At Large

Bullies and blowhards

/ 05:34 AM September 15, 2017

What will P1,000 get you these days? One lunch at an eat-all-you-can buffet, a pair of fairly decent shoes, a high-end cake, a haircut at an upscale salon, and an almost-full tank of gasoline.

Which just goes to show how absurd is the grant of a P1,000 budget for the Commission on Human Rights. The House of Representatives might well be telling the CHR to close shop, for what could it do with P1,000? One trip to visit the family of an EJK victim alone would wipe out much of this budget.


It is, says #EveryWoman, a grouping of various women’s organizations, “an act of bullying and a warning to those who dare call out this administration for what it is doing to our fellow Filipinos.”

In a statement addressed to Speaker Pantaleon Alvarez, former presidential spokesperson Edwin Lacierda said: “You hate the CHR not because it was not doing its job. You hate the CHR because it was precisely doing its job, putting itself out as a stumbling block and doing a nearly impossible task of investigating the unmitigated killings that are no longer just statistics of more than 12,000 dead but now have faces and names to the numbers.”


And did none of the 119 legislators who voted “aye” ever read the Constitution? And if some did, what was so hard about understanding the mandate of the CHR, which is to safeguard the human rights of any citizen victimized by forces of the state—the police and the military?

But even if they did in fact “get” it, how much were they influenced by the President who admitted that the budget cut was really targeted at CHR Chair Jose Luis Martin Gascon? He described Gascon as “yellow,” who “opens his mouth in a most inappropriate way.” (Talking about the pot calling the kettle black.)

But shed no tears as yet for Gascon and the CHR, since senators have said they will oppose the budget slash and promise to bring the budget talks to a stalemate.

If the budget is not approved in time, the budget of all government agencies will revert to the previous amounts allocated to them. In the case of the CHR, last year’s budget is even bigger than the one it is seeking now.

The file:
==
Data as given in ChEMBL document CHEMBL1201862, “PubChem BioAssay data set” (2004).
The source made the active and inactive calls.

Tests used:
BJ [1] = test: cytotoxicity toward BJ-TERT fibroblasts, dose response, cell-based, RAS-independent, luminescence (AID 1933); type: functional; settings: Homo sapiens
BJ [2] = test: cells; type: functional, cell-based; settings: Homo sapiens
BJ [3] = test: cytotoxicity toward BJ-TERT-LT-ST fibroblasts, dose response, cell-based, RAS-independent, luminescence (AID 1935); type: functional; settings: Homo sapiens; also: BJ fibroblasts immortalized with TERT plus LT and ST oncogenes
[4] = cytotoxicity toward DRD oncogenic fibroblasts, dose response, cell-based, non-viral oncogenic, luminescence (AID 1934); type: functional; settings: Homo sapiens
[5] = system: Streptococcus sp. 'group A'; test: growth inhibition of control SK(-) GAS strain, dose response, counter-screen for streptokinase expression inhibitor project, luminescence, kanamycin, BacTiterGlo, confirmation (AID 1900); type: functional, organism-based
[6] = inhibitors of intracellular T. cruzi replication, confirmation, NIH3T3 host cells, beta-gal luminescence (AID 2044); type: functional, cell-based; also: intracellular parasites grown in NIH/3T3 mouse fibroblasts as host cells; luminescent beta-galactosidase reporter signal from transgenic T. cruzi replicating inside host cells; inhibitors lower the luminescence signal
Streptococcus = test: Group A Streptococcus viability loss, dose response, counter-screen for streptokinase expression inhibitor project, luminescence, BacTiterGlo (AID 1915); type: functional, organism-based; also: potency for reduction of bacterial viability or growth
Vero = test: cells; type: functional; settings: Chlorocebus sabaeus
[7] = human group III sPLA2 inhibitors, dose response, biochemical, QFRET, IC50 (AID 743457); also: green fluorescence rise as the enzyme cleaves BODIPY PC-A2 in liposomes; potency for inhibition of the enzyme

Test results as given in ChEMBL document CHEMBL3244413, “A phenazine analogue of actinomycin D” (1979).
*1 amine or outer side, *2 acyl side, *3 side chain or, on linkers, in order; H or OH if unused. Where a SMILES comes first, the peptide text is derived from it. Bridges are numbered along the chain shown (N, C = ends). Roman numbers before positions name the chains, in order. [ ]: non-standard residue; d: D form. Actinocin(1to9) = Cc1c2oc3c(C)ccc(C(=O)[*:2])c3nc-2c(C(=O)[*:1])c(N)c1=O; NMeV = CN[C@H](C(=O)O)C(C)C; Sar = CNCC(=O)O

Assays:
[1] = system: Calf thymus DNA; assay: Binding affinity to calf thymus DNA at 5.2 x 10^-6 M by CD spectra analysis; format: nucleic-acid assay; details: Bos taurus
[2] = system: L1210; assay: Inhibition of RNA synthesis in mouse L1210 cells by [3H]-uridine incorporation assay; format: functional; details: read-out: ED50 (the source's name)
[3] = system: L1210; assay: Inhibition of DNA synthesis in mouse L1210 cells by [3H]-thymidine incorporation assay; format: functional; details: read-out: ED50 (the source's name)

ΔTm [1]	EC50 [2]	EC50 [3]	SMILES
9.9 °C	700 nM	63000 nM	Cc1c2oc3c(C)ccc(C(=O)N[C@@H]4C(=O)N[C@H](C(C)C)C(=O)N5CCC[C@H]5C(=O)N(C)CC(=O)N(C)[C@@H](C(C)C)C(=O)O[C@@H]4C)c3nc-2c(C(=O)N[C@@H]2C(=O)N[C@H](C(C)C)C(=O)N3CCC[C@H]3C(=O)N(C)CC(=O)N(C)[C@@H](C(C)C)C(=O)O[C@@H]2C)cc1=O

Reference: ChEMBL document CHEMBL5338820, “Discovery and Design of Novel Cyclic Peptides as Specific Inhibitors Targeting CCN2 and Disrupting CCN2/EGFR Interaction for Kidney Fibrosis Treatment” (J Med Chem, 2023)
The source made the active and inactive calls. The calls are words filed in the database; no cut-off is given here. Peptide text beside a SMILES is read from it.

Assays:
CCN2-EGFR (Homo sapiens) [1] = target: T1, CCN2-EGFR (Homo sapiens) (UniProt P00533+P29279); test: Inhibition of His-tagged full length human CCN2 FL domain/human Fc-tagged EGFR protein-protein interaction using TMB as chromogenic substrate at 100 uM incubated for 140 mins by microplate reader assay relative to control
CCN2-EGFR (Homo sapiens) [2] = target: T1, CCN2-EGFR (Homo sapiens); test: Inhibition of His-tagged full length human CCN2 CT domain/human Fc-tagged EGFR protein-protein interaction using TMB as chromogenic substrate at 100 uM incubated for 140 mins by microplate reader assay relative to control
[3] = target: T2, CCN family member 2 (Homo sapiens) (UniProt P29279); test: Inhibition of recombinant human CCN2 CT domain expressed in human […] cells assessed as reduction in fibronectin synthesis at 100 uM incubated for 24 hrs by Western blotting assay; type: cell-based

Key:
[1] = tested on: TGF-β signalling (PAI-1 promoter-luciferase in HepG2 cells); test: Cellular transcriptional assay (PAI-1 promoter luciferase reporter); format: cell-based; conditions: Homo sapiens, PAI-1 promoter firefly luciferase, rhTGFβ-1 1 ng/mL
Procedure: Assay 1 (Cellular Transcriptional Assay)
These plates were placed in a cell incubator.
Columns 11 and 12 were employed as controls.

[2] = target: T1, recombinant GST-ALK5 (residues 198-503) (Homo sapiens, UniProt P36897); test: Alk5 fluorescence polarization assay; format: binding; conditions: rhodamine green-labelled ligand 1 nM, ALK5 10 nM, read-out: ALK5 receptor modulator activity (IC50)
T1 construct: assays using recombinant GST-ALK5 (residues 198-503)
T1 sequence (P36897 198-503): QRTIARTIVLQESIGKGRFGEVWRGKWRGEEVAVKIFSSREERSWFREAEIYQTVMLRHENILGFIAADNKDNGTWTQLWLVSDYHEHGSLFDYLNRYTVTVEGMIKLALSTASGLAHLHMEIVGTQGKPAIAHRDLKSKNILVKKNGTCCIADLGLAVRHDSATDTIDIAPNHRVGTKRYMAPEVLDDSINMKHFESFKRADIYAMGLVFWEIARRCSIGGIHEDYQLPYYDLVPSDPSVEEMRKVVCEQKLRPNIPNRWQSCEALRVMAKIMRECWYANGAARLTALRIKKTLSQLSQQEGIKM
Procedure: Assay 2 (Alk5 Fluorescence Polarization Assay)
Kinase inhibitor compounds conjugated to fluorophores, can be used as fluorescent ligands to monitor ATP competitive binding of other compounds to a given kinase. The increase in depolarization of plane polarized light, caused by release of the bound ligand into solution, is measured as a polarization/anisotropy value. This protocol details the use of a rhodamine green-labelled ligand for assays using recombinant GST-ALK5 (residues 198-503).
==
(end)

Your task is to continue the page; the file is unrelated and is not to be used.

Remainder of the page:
But a closer look at the entire proposed budget for 2018 shows a cause for deeper concern. Human rights group Karapatan describes this budget as a “war chest against the Filipino people.” The plan for a P3.7-trillion budget, the group says, is to use most of the funds for its counterinsurgency program Oplan Kapayapaan, as well as for the state’s “bloody war on drugs.” Says Karapatan: “Both programs are designed to inflict further State terror and violence on the poor, while public funding for social programs on housing, education, and health services have been or are practically rendered nonexistent.”

The loud outcry against the real intent of the national budget has been matched with action, with the “separation” of seven party-list representatives belonging to the Makabayan Bloc from the Majority Coalition. This, they said, is to “intensify our opposition to the Duterte administration that has now fully unraveled as a fascist, pro-imperialist and anti-people regime.”

As if they weren’t busy enough slashing the budgets of bodies whose heads have offended, one way or another, the President, the administration, or influential legislators, members of Congress are also preoccupied with working for the impeachment of the heads of independent state institutions. The Supreme Court, the Office of the Ombudsman and the Commission on Elections are all under threat of having their heads chopped off.


Most under threat for now is Chief Justice Maria Lourdes Sereno, the case against whom has been found to be “sufficient in form and substance.” Comelec Chair Andy Bautista is facing impeachment charges for alleged unexplained wealth, and Ombudsman Conchita Carpio Morales is threatened with ouster despite the fact that her term expires next year.

Meanwhile, little is getting done in the House, and whatever new bills have been passed since last year have been largely the work of opposition senators. Intrigues and retribution seem to be the order of the day.

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TAGS: At Large, Bullies and blowhards, Commission on Human Rights, P1000, Rina Jimenez-David
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